The epigenetic control of gene expression is central to many developmental processes and plays a pivotal role in the onset and progression of disease. Genomic imprinting, the monoallelic expression of a subset of mammalian genes from either the maternally or the paternally inherited chromosome, is a paradigm of epigenetic regulation. Mediated by sex-specific chromatin marks established during gametogenesis, the expression status of imprinted alleles is believed to be stable in adult tissues. However, loss of imprinting is a hallmark of different cancers and is also frequently observed upon reprogramming somatic cells into induced pluripotent stem (iPS) cells. This raises a number of important questions that have not been addressed. Is loss of imprinting always a pathological event and what are the properties of adult cells expressing imprinted genes? What are the molecules responsible for the maintenance and loss of imprinting? To address these questions, my laboratory is developing animal models that will allow to directly visualize the expression status of two imprinted genes with relevance for human disease at the single-cell level and to trace the developmental output of cells exhibiting loss of imprinting at these loci. This will revel the extent of imprint instability in healthy adult organs and the contribution of cells expressing imprinted genes to steady-state tissue maintenance. In parallel, we will use iPS cell reprogramming as an in vitro system to identify novel components of the imprinting machinery. Together, our studies will shed new light on the little explored role of genomic imprinting in the adult and may aid the therapeutic intervention of diseases characterized by imprinted gene dysregulation.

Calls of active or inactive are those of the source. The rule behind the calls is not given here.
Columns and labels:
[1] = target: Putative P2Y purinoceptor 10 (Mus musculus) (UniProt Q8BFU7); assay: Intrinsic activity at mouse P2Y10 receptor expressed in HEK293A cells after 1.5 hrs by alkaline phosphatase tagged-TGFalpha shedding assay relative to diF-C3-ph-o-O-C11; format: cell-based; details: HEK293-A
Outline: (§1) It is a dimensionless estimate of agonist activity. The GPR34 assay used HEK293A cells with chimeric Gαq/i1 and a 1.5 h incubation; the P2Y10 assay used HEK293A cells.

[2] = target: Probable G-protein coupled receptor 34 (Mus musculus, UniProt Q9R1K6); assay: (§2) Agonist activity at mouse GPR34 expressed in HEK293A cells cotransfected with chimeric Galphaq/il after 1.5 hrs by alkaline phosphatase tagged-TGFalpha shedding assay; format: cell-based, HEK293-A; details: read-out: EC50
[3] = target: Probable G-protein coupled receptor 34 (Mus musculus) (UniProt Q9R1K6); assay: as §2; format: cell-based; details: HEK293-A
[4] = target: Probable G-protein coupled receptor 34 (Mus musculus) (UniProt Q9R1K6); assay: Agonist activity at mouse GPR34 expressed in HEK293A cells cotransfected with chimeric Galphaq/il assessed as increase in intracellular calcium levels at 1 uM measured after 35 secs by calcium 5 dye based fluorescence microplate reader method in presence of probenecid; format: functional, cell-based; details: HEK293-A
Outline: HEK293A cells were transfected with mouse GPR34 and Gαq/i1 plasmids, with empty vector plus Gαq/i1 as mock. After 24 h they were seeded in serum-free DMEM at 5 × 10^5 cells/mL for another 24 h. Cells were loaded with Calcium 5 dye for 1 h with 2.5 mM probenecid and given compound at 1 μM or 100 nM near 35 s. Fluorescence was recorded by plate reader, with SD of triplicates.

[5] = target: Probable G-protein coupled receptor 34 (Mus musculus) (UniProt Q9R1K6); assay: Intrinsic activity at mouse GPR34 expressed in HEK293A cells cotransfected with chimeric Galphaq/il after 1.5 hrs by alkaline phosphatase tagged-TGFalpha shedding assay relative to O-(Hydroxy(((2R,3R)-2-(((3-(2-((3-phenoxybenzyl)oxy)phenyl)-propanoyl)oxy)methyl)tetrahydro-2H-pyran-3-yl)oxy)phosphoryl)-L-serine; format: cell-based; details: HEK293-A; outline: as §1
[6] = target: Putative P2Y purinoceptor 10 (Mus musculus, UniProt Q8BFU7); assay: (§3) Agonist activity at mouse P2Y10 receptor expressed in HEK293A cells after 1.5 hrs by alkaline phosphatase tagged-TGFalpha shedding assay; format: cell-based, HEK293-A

The dysregulation of imprinted genes plays an important role in human cancers and several developmental syndromes. The aim of this proposal is to design model systems to study the stability of imprinted genes in adult mammals. This will aid the rational design of therapies intervening with diseases characterized by epigenetic abnormalities.
|Vidal, Simon E; Amlani, Bhishma; Chen, Taotao et al. (2014) Combinatorial modulation of signaling pathways reveals cell-type-specific requirements for highly efficient and synchronous iPSC reprogramming. Stem Cell Reports 3:574-84|